Gastric ulcers (stomach ulcers) due to an infection by the bacteria Helicobacter mustelae are relatively common in ferrets.
For the public
Ferrets commonly come down with sneezing and coughing due to a variety of viral diseases such as influenza (also known as "the flu"). Flu viruses can be passed from ferrets to people and people to ferrets so it is important to practice good hygiene when working around a sick ferret (or around a sick human).
Does your ferret and scratch its ears as if it can't get the itching to stop? Do you find dark reddish-brown chunky material coming out when it shakes its head? If you answered yes, chances are your ferret has ear mites.
Ferrets develop diarrhea from a variety of causes. Any time your ferret has diarrhea for more than a day, it may signal a serious underlying disorder and we strongly recommend a health consultation. It is easier to treat diarrhea disorders when they first start than when they have lasted long enough that your ferret has lost weight and energy!
Adrenal disease is one of the most common diseases of ferrets and can occur as early as 18 months old. In adrenal disease, the adrenal glands start to produce excessive sex hormones (both male and female sex hormones). These elevated sex hormones begin to cause problems for ferrets such as hair loss, itchy skin, pot -bellied appearance, loss of muscle tone, and lethargy. Some ferrets are intensely itchy. Females often develop a swollen vulva. Males may develop a swollen prostate gland causing difficulty urinating or causing him to have accidents outside the litter box. Female ferrets may develop and enlarged vulva. Some ferrets may show sexual behavior (mounting) or become aggressive. Some ferrets with adrenal disease can develop life-threatening drops in their red blood cells due changes in their bone marrow, and can be incurable if not caught in time. As the disease progresses the abdomen often becomes larger and ferrets become weak in their hind legs s the disease progresses the abdomen often becomes larger and ferrets become weak in their hind legs. If left untreated, adrenal gland disease is a life-shortening and life-threatening disease for ferrets.
Chinchillas have constantly growing teeth (incisors, premolars, and molars). Dental problems are very common in pet chinchillas if they do not get proper diets. A chinchilla should always have available a large amount of high quality timothy hay, such as Oxbow Timothy Hay, which helps wear the teeth and provides enough fiber to promote their gastrointestinal health. If a chinchilla does not get enough timothy grass hay, the teeth may grow in unusual shapes due to a lack of tough material to physically grind the biting surface of the teeth.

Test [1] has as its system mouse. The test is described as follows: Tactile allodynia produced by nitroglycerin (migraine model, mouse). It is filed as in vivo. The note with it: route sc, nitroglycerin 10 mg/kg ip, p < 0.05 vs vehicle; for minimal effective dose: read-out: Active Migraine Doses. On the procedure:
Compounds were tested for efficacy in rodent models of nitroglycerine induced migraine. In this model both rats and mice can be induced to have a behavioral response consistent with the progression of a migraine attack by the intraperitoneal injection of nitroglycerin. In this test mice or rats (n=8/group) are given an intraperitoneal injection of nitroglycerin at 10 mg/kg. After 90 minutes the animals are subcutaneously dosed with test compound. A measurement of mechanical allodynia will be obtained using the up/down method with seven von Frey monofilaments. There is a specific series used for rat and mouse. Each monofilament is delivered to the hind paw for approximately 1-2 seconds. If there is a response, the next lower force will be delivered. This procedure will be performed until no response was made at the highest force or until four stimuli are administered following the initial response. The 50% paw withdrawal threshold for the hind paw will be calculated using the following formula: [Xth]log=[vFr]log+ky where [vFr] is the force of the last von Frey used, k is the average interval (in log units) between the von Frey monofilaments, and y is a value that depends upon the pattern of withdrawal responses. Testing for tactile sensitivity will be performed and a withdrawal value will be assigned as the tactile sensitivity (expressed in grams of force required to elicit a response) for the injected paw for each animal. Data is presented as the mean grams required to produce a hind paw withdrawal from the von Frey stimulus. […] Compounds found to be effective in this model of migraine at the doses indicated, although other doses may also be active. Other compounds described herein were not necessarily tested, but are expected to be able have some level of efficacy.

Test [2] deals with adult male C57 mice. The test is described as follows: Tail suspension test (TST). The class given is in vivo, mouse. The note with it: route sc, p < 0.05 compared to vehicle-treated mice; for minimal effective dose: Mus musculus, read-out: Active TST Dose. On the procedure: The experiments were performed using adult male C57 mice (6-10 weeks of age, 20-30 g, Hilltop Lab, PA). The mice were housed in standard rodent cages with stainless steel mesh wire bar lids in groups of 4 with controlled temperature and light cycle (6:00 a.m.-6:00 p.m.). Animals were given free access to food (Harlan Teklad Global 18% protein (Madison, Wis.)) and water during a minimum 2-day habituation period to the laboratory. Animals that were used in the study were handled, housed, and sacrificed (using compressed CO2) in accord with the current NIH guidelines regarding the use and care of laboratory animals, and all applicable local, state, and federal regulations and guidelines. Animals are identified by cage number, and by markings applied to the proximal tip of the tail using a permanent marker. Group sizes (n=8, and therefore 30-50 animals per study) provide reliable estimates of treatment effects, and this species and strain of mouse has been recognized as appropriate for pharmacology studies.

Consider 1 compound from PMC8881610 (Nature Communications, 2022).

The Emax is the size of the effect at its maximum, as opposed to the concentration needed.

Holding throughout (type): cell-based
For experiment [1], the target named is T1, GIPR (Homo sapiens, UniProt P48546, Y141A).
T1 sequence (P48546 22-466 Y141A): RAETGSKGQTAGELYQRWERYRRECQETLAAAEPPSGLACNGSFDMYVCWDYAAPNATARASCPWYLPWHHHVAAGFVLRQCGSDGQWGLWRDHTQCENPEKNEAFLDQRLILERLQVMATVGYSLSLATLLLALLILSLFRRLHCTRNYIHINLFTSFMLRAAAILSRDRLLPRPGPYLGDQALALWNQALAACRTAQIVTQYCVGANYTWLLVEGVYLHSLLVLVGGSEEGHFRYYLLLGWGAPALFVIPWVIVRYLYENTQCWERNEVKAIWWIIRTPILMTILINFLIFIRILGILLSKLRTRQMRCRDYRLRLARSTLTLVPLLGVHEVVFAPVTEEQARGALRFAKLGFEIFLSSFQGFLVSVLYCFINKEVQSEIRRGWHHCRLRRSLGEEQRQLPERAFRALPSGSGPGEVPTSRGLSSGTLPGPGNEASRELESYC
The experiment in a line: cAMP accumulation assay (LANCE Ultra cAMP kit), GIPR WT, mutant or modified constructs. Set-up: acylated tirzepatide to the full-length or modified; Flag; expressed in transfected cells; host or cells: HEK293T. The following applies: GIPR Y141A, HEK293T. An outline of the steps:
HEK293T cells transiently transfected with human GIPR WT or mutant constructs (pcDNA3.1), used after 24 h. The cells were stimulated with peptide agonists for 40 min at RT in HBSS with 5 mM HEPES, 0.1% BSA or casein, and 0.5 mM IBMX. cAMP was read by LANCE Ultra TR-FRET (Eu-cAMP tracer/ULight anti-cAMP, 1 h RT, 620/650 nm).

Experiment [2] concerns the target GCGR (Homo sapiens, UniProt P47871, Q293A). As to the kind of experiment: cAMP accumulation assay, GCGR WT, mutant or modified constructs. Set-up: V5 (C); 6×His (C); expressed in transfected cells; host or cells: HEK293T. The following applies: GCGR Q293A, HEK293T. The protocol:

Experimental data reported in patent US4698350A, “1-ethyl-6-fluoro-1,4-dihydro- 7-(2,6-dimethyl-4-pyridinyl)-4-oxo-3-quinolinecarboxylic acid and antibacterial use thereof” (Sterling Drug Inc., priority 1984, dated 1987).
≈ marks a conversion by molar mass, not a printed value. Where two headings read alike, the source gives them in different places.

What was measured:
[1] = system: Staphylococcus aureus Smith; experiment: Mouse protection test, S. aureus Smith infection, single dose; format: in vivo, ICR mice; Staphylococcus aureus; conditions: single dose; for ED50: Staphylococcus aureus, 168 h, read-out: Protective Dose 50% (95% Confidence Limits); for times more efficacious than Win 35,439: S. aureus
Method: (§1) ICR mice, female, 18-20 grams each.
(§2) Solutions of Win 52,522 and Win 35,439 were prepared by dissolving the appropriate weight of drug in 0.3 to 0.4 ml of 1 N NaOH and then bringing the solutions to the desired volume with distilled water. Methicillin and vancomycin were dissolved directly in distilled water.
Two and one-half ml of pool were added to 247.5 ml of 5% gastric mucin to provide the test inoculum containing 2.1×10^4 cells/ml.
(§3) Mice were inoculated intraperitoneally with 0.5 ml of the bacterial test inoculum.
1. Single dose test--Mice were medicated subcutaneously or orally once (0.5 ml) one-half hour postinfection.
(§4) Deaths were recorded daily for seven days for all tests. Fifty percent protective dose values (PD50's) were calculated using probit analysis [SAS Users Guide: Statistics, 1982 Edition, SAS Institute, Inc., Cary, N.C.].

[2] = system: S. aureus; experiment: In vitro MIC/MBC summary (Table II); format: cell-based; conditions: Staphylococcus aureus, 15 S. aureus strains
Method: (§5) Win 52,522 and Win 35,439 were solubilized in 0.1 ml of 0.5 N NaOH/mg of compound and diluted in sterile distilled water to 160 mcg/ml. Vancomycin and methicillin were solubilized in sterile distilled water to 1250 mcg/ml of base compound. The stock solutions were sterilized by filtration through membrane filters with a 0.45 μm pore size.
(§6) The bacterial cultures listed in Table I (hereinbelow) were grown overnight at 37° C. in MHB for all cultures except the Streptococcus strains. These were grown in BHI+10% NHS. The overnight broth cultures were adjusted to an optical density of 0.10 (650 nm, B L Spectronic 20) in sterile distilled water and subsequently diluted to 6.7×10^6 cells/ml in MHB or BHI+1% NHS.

If you can't identify a plant, don't feed it to your pet!
Nurseries, agricultural extension agents, botanical gardens and arboretums, and various books and websites are available to help you identify plants. Plants often have different common names throughout the country so make sure you know the scientific name of the plant in question otherwise you might end up with the wrong information.
Pets may be sent home with liquid medications. An oral liquid medication must be given by mouth to be effective. An injectable liquid medication must be given by injection beneath the skin to be useful. Some injectable medications require that the medication is inserted into the muscle to be most effective. It is important that you understand how to read the syringes that are sent home so your pet gets the proper amount of medication at each dose.
Although this article was written for reptile, the information is applicable to all exotic pets, including rodents, birds, and other animals.
All exotic pets, even ones that appear to be outwardly healthy, have the potential to carry and spread contagious diseases that can impact the health of people. This sort of disease is called a "zoonosis", "zoonotic disease", or "zoonotic infection".